Trees for Memories™

Bodhgaya, Bihar, India

Target Completed
Project Purpose
Trees for Memories™


The initiative entails the plantation of 8,000 trees in the Art of Living Centre situated in Bodhgaya, Bihar.


Enhancement of


Carbon Sequestration

Plantation of

Herbal Trees

Increase in

Green Cover

Reduction in

Air Pollution

Why Trees?

Bodhgaya is revered by Hindus and Buddhists alike for its sacred importance. It is said that praying for your ancestors in Gaya can provide them deliverance from the cycle of life and death, known as ‘Moksha.' The city was also the location of Lord Buddha's enlightenment.

The 15-day long Pitru Paksha Mela (20th September to 5th October) during the Hindu month of Shradh is also held in Bodhgaya, Bihar. For Hindus throughout the country, the occasion is extremely important, and it is thought that paying respect to ancestors becomes much more sacred and meaningful if done at this time. In addition to worshipping, Daan is one of the significant aspects of Pitru Paksha Puja. People bring food and other offerings to their ancestors, as well as charitable contributions.

Trees not only protect the environment but also give positive energy. Various trees are linked with Gods and Goddesses in Hinduism in one form or another. Offering pind daan, tarpan, and a Brahmin feast during Shradh or Pitru Paksha is said to help one seek blessings from their ancestors.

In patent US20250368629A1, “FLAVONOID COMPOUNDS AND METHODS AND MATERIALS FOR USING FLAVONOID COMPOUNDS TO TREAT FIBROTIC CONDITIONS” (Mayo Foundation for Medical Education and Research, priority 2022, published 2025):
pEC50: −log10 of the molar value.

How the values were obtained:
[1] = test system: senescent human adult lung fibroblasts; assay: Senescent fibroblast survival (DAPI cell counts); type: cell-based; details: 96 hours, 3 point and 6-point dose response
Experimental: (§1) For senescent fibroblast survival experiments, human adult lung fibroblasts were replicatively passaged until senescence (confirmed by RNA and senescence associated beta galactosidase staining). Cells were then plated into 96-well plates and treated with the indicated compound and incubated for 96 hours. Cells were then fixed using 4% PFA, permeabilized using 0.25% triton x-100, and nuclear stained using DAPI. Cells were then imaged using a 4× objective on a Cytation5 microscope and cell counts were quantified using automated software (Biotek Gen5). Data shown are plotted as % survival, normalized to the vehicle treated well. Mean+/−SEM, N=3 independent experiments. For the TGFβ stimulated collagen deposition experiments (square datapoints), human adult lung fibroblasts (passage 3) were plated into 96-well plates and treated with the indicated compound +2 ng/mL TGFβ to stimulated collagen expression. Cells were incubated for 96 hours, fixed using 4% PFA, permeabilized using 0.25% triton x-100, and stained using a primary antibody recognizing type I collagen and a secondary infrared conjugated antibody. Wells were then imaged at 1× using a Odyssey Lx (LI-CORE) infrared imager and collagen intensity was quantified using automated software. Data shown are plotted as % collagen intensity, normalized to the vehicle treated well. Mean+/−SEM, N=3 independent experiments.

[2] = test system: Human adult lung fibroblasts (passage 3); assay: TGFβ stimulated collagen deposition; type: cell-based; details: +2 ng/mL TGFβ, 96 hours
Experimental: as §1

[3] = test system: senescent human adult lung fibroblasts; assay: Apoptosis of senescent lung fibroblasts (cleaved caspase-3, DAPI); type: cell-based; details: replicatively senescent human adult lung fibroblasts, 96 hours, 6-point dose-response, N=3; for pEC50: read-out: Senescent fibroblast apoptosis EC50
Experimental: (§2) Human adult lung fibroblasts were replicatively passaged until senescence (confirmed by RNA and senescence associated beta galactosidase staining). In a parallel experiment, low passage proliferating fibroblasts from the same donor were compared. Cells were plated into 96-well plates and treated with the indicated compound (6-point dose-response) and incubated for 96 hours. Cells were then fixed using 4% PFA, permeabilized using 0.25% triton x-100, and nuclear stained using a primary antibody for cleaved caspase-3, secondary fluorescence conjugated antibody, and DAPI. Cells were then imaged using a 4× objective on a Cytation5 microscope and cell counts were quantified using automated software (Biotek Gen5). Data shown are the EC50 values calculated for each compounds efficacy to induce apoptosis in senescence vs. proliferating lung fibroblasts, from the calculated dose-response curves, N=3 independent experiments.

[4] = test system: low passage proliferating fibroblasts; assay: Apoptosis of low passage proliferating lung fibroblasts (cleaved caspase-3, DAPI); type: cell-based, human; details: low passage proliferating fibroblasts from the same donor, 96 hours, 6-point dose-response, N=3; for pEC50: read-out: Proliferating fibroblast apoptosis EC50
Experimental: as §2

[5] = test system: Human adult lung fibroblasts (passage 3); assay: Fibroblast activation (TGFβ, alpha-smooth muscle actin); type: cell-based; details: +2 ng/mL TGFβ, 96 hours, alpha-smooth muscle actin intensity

The project is introduced to give individuals an opportunity to plant trees in memory of the departed by paying homage to them in this sacred city. Individuals can now plant trees for those who have passed away as a part of Pitrupaksh, to seek blessings through this endeavor. Planting trees is a wonderful way to honor our forefathers, as well as a hopeful method to ensure that future generations will be able to see a better and healthier environment.

Tree Species

Lemon (Citrus limon), Teak (Tectona grandis), Sheesham (Dalbergia sissoo), Jamun ( Syzygium cumini L.), Mango (Mangifera indica) and Jack Fruit (Artocarpus heteroplyllus).

Social Impact

The Art of Living Center, founded by one of the most revered humanitarian and spiritual leaders of India, Sri Sri Ravi Shankar, is an epicenter of wisdom, salvation, and inner peace. People from distant corners of the world visit this center to achieve peace and mindfulness through yoga and meditation.
Saplings of mango, jamun, lemon, jackfruit, neem, and other wellness-related species are being planted on the premises of this center. Trees and greener environments are strongly linked to reduced negative thoughts, reduced symptoms of depression, better-reported moods, and increased life satisfaction (Berman et al., 2012; Bratman, Hamilton, Hahn, Daily, & Gross, 2015; Li, Deal, Zhou, Slavenas, & Sullivan, 2018; Lohr & Pearson-Mims, 2006; Mayer, Frantz, Bruehlman-Senecal, & Dolliver, 2009; Taylor, Wheeler, White, Economou, & Osborne, 2015; White, Alcock, Wheeler, & Depledge, 2013). The plantations will not only establish a peaceful green space for the current residents and volunteers in the center but also ensure that people visiting this space in the near future have access to cleaner air and greener surroundings.

People from nearby locations as well as children studying in the center are actively involved in nurturing the saplings. The plantation process is an effective way for children to learn more about their natural surroundings and connect with the environment they stay in. Children, residents, and visitors will also have easy access to fruits, vegetables, and herbs because of the plantation.

When you plant trees in the holy city of Gaya, you’re not only seeking the revered blessings of your ancestors but also contributing to the betterment of natural ecosystems and rural communities. Every year, the trees you plant are expected to sequester about 168,000 kg of carbon from the atmosphere.


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